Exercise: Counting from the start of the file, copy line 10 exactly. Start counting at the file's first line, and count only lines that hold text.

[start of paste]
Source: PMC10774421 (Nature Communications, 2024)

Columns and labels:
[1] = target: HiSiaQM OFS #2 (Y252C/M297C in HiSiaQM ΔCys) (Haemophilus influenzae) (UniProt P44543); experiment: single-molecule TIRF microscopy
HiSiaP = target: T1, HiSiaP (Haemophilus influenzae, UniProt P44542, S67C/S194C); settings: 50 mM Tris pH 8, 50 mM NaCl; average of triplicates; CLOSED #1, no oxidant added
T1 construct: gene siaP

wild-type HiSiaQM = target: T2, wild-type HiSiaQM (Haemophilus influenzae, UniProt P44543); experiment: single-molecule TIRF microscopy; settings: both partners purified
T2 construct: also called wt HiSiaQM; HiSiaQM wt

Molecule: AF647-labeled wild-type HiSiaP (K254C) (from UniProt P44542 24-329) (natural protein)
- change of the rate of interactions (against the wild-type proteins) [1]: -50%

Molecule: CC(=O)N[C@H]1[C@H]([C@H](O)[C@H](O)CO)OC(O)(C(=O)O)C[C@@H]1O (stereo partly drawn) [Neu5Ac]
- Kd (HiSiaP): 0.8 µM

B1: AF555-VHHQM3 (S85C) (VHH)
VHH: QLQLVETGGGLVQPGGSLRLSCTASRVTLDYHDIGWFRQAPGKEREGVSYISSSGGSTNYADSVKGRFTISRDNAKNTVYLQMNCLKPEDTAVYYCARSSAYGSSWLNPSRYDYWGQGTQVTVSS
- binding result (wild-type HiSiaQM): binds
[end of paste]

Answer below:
Molecule: CC(=O)N[C@H]1[C@H]([C@H](O)[C@H](O)CO)OC(O)(C(=O)O)C[C@@H]1O (stereo partly drawn) [Neu5Ac]